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suburb of Greater Western Sydney, New South Wales, Australia
Location map of Penrith based on NASA satellite images
Reading: Penrith, New South Wales – Wikipedia
Penrith is a city in New South Wales, Australia, located in Greater Western Sydney, 55 kilometres ( 31 nautical mile ) west of the Sydney cardinal occupation district on the banks of the Nepean River, on the outskirts of the Cumberland Plain. Its elevation is 32 metres ( 105 foot ). Penrith is on Dharug Aboriginal Country and then is the administrative center of the local politics area of the City of Penrith. The Geographical Names Board of New South Wales acknowledges Penrith as one of only four cities within the Greater Sydney metropolitan sphere. [ 2 ]
history [edit ]
autochthonal colonization [edit ]
prior to the arrival of the Europeans, the Penrith area was home to the Mulgoa tribe of the Darug people. They lived in makeshift huts called gunyahs, hunted native animals such as kangaroos, fished in the Nepean River, and gathered local fruits and vegetables such as yams. They lived under an elaborate system of jurisprudence which had its origins in the Dreamtime. Most of the Mulgoa were killed by smallpox or galgala soon after the arrival of the First Fleet in 1788. early british explorers such as Watkin Tench described them as friendly, saying, “ they bade us adieu, in unabated friendship and good liquid body substance ”. [ 3 ]
european exploration [edit ]
The record history of Penrith began on 26 June 1789. eighteen months after the landing of the First Fleet, an exploring party led by Captain Watkin Tench set out to promote discoveries made by Governor Arthur Phillip earlier in the calendar month. In the day hours of 27 June, Tench and his party discovered the broad sweep of the Nepean River. Tench ‘s party became the foremost Europeans to see the locate of what is immediately the City of Penrith. tench later wrote ‘ we found ourselves on the banks of a river, closely a broad as the Thames at Putney and obviously of big depth ’. Phillip later named the river after Evan Nepean, the under-secretary of country in the Home Office, who had been largely creditworthy for the arrangement of the First Fleet. From this point, european settlement began in businesslike, first on the Hawkesbury River, and belated southward up the Nepean .
european colonization [edit ]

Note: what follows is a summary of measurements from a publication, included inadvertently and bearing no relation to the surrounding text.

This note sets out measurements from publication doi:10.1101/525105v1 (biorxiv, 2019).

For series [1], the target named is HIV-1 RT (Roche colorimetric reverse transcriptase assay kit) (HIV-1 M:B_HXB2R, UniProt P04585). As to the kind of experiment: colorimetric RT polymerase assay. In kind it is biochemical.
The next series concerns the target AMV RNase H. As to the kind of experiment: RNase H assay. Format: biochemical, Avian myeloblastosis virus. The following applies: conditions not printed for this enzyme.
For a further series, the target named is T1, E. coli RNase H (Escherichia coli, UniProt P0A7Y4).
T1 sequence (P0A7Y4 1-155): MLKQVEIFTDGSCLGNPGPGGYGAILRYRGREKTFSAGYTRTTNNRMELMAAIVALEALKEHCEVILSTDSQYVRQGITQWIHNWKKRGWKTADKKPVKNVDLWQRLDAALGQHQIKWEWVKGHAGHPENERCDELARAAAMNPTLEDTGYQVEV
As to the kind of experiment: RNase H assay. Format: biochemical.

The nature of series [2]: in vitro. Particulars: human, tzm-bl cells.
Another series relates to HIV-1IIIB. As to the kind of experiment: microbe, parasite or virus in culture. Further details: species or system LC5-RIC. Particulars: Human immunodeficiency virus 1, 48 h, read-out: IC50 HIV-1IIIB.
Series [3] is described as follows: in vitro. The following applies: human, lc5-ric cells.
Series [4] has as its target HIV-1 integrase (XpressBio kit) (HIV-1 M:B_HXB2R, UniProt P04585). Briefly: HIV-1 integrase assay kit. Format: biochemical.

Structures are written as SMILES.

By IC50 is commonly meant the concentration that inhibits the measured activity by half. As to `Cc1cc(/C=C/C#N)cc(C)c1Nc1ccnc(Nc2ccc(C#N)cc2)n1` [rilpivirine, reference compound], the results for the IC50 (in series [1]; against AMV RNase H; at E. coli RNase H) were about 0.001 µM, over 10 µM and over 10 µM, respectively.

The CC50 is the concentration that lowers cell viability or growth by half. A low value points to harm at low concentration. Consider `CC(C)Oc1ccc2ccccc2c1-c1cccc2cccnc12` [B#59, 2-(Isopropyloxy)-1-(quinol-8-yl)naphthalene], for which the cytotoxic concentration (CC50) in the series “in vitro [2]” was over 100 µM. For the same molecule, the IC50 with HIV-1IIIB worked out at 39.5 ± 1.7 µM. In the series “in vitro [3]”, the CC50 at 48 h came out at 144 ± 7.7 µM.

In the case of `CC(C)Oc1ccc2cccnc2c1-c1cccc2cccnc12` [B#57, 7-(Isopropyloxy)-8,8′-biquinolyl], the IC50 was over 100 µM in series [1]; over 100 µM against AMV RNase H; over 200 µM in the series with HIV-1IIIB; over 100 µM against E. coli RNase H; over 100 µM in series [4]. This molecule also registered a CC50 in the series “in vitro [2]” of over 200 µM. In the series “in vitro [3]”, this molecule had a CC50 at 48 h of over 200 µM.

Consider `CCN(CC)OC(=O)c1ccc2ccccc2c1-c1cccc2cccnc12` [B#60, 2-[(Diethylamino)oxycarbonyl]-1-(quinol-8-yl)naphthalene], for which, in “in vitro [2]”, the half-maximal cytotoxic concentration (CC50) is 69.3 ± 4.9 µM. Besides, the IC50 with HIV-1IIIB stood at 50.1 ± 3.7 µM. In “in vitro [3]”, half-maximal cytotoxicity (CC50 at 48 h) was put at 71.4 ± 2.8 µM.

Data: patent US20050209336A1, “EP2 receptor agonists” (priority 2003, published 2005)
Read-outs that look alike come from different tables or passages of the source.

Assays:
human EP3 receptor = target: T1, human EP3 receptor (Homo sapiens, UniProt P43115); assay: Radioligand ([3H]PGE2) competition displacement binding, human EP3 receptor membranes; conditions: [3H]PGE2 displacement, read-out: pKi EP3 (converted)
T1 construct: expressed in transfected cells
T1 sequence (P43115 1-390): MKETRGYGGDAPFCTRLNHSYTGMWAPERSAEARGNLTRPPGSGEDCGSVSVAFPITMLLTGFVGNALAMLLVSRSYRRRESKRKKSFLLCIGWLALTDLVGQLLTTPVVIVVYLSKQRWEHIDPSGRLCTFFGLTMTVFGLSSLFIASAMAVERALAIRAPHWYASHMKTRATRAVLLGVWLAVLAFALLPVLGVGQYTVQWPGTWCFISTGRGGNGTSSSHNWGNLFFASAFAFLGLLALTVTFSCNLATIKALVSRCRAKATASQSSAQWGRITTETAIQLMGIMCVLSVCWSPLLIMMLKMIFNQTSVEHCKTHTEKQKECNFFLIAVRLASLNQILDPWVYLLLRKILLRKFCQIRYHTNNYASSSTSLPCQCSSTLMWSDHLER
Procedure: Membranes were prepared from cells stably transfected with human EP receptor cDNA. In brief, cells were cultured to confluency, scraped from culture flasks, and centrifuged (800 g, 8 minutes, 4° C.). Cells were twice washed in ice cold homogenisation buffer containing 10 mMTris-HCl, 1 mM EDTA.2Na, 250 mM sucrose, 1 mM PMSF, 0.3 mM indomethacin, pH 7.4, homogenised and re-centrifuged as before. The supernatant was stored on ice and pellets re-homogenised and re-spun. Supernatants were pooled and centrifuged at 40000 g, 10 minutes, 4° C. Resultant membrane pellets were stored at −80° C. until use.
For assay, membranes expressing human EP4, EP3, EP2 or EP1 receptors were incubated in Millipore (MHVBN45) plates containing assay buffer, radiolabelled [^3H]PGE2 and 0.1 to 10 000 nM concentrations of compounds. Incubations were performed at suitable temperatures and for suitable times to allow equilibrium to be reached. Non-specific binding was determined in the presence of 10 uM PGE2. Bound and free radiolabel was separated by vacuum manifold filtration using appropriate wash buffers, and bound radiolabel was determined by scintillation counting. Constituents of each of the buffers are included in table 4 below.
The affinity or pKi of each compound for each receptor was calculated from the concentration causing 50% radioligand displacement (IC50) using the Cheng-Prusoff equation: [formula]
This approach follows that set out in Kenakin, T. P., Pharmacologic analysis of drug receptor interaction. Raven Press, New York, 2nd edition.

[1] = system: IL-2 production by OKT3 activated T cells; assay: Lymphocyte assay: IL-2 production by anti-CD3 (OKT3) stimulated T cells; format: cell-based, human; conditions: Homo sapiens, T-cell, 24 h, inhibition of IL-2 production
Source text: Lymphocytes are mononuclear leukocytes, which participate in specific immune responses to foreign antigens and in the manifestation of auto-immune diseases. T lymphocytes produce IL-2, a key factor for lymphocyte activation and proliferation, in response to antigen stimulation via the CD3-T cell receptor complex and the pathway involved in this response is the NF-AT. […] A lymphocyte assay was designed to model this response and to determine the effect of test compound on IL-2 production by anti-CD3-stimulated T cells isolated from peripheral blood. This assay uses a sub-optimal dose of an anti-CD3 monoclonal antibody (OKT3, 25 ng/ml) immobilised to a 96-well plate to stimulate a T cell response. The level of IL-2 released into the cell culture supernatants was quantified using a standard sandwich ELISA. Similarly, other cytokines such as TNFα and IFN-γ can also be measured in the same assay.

Governor Phillip Gidley King began granting farming in the area to settlers in 1804 with Captain Daniel Woodriff ‘s 1,000 acres ( 4.0 km2 ) on the banks of the river the beginning kingdom grant in the area. The first government build up in the zone was the military terminal built ( at the present Penrith police station ) by William Cox, in mid-1815 near the new Road ( Great Western Road ) on unassigned Crown domain, set well back from the river. It represented the formalization of law and order in the district. Its placement seems to have been a hardheaded decision by Cox, placing it on flood-free Crown state on the new road to Parramatta, barely east of Woodriff ‘s Rodley Farm. Governor Lachlan Macquarie paid Cox £200 for ‘ erecting a Depot for Provisions, Guard House, erecting necessary Enclosures for cattle and Garden Ground, Frame for a Well … on the new near Emu Ford ’. At this time, Emu Ford was one of the few vicinity names that would indicate the terminal ‘s position. In 1816 Cox mentioned the lockup at ‘ Penryhn ’, among a list of expenses. There appears little doubt that he was referring to the storehouse that was late referred to as Penrith. The diagnose for the fresh terminal, Penrhyn, may have plainly been misinterpreted by others. Penrhyn was possibly named after the First Fleet ship that carried women convicts, the Lady Penrhyn. There is no historical evidence to prove Macquarie ‘s hand in naming the terminal, particularly considering he much endowed and recorded benefactors with that favor. Furthermore, Macquarie would have ensured that a plan of the town would have been drawn up. No documentary evidence has shed any light on Macquarie ‘s reason for the placement of this terminal and its connection with his vision for a township at Castlereagh. [ 4 ] What is clear is that the origin of the name, Penrith is steeped in mystery. Penrith was possibly named after Penrith in Cumbria by person who knew the old town and who noted geographic similarities. By 1819, the name Penrith was in use with its first reference book in the Sydney Gazette on 8 December 1821 appointing John Proctor as custodian of the new imprison and court house. The locking at Penrith placed government law and order in the kernel of the Evan district. This group of buildings became the item of touch for local administration for anything ranging from issuing publican ‘s licences, holding inquests and church services. Although a magistrate had been appointed to Castlereagh in 1811, the Penrith lockup increased in importance with its forwarding to a woo firm in 1817. A bench of magistrates was appointed : Sir John Jamison, the Reverend Henry Fulton, John McHenry and a military officer from the regiment stationed there. In 1814, William Cox constructed a road across the Blue Mountains which passed through Woodriff ‘s land at Penrith. initial settlement in the area was unintentional but substantial enough for a courthouse to be established in 1817. [ 5 ] The post office was established in 1828, the Anglican church, St Stephens, was opened and consecrated 16 July 1839 [ 6 ] followed by the Catholic Church, St Nicholas of Myra, in 1850. Two other outstanding Penrith pioneers were Irish-born Thomas Jamison ( 1752/53-1811 ), a penis of the First Fleet and surgeon-general of New South Wales ( after whom Jamisontown is named ), and his son, the landowner, doctor and constitutional reformer Sir John Jamison ( 1776–1844 ). In 1824, Sir John erected the colony ‘s finest georgian sign of the zodiac, Regentville House, near Penrith, on a ridge overlooking the Nepean River. Sir John established an impressive agricultural estate of the realm at Regentville and became a Member of the New South Wales Legislative Council. His dangerous can be seen in St Stephen ‘s cemetery. Regentville House burned down in 1868 but most of its stonework was salvaged and used for building projects in and around Penrith. The first bridge, financed by local occupation James Tobias ( Toby ) Ryan [ 7 ] was opened over the Nepean in 1856 and was washed away the surveil year in a deluge. The railroad track line was extended to Penrith in 1863, a school was established in 1865 and in 1871 the area became a municipality. It formally became a city in 1959. [ 5 ]